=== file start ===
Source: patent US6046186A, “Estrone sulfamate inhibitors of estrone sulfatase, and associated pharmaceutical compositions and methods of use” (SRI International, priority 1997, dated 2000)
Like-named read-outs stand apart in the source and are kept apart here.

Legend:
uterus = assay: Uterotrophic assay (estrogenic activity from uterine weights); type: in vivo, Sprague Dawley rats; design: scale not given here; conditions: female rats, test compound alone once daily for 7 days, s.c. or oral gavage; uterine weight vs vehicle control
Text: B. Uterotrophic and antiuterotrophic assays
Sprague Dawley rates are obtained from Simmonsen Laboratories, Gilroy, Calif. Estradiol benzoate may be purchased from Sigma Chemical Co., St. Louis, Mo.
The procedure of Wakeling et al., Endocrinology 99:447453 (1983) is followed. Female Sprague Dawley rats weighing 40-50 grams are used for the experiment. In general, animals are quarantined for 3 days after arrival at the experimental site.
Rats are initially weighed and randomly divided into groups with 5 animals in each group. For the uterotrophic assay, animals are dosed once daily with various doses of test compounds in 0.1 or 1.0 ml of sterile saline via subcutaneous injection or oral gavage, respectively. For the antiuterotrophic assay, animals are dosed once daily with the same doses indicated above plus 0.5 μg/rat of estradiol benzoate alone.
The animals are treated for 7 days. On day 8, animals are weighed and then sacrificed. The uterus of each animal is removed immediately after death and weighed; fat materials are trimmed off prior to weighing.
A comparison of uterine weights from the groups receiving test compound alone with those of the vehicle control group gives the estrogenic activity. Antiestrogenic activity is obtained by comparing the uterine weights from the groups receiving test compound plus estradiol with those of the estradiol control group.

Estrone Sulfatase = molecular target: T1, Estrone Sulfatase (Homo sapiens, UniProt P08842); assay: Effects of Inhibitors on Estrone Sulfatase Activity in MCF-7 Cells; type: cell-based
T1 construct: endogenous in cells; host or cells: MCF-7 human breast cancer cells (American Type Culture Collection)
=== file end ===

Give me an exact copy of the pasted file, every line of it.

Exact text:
Source: patent US6046186A, “Estrone sulfamate inhibitors of estrone sulfatase, and associated pharmaceutical compositions and methods of use” (SRI International, priority 1997, dated 2000)
Like-named read-outs stand apart in the source and are kept apart here.

Legend:
uterus = assay: Uterotrophic assay (estrogenic activity from uterine weights); type: in vivo, Sprague Dawley rats; design: scale not given here; conditions: female rats, test compound alone once daily for 7 days, s.c. or oral gavage; uterine weight vs vehicle control
Text: B. Uterotrophic and antiuterotrophic assays
Sprague Dawley rates are obtained from Simmonsen Laboratories, Gilroy, Calif. Estradiol benzoate may be purchased from Sigma Chemical Co., St. Louis, Mo.
The procedure of Wakeling et al., Endocrinology 99:447453 (1983) is followed. Female Sprague Dawley rats weighing 40-50 grams are used for the experiment. In general, animals are quarantined for 3 days after arrival at the experimental site.
Rats are initially weighed and randomly divided into groups with 5 animals in each group. For the uterotrophic assay, animals are dosed once daily with various doses of test compounds in 0.1 or 1.0 ml of sterile saline via subcutaneous injection or oral gavage, respectively. For the antiuterotrophic assay, animals are dosed once daily with the same doses indicated above plus 0.5 μg/rat of estradiol benzoate alone.
The animals are treated for 7 days. On day 8, animals are weighed and then sacrificed. The uterus of each animal is removed immediately after death and weighed; fat materials are trimmed off prior to weighing.
A comparison of uterine weights from the groups receiving test compound alone with those of the vehicle control group gives the estrogenic activity. Antiestrogenic activity is obtained by comparing the uterine weights from the groups receiving test compound plus estradiol with those of the estradiol control group.

Estrone Sulfatase = molecular target: T1, Estrone Sulfatase (Homo sapiens, UniProt P08842); assay: Effects of Inhibitors on Estrone Sulfatase Activity in MCF-7 Cells; type: cell-based
T1 construct: endogenous in cells; host or cells: MCF-7 human breast cancer cells (American Type Culture Collection)